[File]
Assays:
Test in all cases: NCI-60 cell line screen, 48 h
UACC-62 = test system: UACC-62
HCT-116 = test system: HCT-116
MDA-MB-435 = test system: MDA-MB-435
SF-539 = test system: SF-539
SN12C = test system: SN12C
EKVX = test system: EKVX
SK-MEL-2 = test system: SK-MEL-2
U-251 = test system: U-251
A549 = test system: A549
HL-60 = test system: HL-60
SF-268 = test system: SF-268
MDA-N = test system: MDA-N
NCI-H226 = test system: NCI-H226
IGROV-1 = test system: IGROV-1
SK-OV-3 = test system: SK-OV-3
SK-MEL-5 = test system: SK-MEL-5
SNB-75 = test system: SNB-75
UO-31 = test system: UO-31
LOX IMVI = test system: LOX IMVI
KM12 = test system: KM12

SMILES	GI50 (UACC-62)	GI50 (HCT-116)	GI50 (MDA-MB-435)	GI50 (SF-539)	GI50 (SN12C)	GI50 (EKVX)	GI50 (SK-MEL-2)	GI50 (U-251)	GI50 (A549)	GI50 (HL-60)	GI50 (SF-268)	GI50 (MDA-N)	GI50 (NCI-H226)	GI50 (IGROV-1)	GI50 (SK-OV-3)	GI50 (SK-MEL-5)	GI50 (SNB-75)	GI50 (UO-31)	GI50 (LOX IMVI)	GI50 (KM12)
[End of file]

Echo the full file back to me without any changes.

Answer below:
Assays:
Test in all cases: NCI-60 cell line screen, 48 h
UACC-62 = test system: UACC-62
HCT-116 = test system: HCT-116
MDA-MB-435 = test system: MDA-MB-435
SF-539 = test system: SF-539
SN12C = test system: SN12C
EKVX = test system: EKVX
SK-MEL-2 = test system: SK-MEL-2
U-251 = test system: U-251
A549 = test system: A549
HL-60 = test system: HL-60
SF-268 = test system: SF-268
MDA-N = test system: MDA-N
NCI-H226 = test system: NCI-H226
IGROV-1 = test system: IGROV-1
SK-OV-3 = test system: SK-OV-3
SK-MEL-5 = test system: SK-MEL-5
SNB-75 = test system: SNB-75
UO-31 = test system: UO-31
LOX IMVI = test system: LOX IMVI
KM12 = test system: KM12

SMILES	GI50 (UACC-62)	GI50 (HCT-116)	GI50 (MDA-MB-435)	GI50 (SF-539)	GI50 (SN12C)	GI50 (EKVX)	GI50 (SK-MEL-2)	GI50 (U-251)	GI50 (A549)	GI50 (HL-60)	GI50 (SF-268)	GI50 (MDA-N)	GI50 (NCI-H226)	GI50 (IGROV-1)	GI50 (SK-OV-3)	GI50 (SK-MEL-5)	GI50 (SNB-75)	GI50 (UO-31)	GI50 (LOX IMVI)	GI50 (KM12)